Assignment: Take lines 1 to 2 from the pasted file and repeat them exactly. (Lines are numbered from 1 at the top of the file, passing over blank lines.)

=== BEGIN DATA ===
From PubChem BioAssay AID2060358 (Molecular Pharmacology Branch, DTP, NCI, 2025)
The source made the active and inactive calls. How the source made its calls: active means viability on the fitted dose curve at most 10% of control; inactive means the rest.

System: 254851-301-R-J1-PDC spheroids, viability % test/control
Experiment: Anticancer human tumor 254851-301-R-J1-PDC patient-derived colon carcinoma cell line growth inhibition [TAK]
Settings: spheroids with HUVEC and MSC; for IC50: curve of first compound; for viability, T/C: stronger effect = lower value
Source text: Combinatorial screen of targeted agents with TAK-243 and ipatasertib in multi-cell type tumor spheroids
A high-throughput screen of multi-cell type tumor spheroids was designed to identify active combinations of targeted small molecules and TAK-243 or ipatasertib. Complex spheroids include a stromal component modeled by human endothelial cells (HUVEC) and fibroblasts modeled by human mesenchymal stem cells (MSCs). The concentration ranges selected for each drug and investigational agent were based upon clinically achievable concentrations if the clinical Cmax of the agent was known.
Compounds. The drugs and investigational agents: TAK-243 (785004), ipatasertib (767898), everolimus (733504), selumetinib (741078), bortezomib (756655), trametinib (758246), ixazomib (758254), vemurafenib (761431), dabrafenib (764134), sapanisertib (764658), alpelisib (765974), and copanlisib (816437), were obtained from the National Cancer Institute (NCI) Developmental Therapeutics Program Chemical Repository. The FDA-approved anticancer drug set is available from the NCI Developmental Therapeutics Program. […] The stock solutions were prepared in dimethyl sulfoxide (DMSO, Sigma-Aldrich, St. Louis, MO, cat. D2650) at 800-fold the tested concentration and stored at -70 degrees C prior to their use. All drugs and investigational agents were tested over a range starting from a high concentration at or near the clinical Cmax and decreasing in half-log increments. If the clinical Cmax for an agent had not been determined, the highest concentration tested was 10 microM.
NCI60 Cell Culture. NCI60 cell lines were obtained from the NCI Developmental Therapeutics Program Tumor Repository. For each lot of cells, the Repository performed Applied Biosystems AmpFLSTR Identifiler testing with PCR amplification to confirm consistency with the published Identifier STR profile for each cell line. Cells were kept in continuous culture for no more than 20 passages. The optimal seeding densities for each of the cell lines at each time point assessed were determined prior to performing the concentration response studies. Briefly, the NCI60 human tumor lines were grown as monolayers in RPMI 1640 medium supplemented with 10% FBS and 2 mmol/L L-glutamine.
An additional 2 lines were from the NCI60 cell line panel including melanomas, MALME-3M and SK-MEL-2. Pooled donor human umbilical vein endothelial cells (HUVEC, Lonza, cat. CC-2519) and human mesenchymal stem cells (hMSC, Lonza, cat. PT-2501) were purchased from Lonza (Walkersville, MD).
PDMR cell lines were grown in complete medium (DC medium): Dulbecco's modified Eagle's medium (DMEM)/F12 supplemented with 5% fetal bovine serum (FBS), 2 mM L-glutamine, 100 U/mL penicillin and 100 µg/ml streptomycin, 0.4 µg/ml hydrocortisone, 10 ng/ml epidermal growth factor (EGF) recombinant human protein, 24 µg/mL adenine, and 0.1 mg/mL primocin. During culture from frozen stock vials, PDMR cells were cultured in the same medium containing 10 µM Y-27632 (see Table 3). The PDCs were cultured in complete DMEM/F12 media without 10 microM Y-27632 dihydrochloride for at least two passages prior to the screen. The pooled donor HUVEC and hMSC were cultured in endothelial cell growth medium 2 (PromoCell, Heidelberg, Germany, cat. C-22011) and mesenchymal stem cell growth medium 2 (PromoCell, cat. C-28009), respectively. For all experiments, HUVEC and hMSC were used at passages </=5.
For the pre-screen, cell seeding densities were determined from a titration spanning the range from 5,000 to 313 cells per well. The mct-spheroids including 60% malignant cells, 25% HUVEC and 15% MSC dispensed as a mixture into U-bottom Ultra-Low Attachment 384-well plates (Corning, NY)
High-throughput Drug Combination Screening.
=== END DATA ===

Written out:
From PubChem BioAssay AID2060358 (Molecular Pharmacology Branch, DTP, NCI, 2025)
The source made the active and inactive calls. How the source made its calls: active means viability on the fitted dose curve at most 10% of control; inactive means the rest.